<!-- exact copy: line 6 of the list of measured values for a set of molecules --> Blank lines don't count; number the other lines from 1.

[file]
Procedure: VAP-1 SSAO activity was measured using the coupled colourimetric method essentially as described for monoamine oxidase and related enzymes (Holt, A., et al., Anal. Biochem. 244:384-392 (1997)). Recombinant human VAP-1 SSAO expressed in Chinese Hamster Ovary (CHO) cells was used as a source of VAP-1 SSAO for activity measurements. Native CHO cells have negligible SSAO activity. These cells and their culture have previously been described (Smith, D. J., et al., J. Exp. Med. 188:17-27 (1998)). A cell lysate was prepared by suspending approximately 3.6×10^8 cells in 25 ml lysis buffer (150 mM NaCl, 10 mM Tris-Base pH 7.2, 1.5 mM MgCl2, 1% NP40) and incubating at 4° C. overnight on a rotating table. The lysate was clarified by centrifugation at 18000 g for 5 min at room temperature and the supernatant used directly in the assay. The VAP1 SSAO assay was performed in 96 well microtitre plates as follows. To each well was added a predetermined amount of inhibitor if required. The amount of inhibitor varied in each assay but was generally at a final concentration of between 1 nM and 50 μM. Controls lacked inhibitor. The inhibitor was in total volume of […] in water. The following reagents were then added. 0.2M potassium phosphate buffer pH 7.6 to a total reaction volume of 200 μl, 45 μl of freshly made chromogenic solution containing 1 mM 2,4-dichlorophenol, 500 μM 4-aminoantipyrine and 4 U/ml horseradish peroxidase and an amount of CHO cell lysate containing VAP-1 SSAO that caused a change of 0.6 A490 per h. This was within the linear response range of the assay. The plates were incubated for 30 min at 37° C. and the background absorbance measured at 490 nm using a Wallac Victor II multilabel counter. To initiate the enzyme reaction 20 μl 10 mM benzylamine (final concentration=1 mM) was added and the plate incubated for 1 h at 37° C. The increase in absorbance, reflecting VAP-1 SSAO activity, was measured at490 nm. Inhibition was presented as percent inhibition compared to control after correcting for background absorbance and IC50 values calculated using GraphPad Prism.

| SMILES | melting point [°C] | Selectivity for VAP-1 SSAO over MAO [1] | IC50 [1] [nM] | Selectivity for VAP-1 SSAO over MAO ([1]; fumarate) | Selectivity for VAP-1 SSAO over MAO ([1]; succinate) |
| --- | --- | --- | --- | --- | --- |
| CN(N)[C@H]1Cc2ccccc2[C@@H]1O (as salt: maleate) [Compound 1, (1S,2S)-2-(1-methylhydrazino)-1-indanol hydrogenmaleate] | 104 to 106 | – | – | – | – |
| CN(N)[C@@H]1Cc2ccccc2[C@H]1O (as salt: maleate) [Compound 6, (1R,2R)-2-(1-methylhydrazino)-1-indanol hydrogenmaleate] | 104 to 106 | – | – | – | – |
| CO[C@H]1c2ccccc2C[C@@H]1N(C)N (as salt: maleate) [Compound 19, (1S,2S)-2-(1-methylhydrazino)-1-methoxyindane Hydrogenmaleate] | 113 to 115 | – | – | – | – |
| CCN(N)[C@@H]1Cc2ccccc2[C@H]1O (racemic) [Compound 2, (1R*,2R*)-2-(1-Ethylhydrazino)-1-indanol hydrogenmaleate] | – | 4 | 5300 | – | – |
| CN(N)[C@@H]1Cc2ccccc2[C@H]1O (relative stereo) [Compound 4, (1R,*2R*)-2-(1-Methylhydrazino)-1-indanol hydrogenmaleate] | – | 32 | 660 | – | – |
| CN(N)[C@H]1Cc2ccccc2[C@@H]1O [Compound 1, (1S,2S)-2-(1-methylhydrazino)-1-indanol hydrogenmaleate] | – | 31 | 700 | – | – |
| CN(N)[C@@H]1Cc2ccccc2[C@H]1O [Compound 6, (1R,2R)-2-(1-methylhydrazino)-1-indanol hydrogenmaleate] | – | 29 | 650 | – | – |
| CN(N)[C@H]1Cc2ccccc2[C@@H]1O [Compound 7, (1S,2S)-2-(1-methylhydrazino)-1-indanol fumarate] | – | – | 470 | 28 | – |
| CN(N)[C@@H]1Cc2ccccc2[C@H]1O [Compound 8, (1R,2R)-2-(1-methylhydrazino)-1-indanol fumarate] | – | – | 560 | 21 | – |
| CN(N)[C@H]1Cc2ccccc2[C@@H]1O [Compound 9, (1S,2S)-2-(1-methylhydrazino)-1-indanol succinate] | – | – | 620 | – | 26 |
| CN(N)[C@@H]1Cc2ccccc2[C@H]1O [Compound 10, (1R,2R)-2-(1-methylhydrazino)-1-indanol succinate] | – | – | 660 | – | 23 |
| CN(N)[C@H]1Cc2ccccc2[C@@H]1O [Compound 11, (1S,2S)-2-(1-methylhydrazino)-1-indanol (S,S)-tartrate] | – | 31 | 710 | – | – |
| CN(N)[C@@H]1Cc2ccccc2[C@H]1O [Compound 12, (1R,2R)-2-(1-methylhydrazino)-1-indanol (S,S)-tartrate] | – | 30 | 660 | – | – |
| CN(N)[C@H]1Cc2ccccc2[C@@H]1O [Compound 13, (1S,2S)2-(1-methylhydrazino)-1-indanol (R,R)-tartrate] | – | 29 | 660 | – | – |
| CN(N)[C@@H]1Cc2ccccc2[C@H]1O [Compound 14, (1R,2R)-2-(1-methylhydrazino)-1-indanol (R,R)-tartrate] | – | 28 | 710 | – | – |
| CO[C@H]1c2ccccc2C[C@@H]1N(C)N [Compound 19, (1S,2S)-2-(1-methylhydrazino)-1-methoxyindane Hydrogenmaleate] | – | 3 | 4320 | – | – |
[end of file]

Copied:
| CO[C@H]1c2ccccc2C[C@@H]1N(C)N (as salt: maleate) [Compound 19, (1S,2S)-2-(1-methylhydrazino)-1-methoxyindane Hydrogenmaleate] | 113 to 115 | – | – | – | – |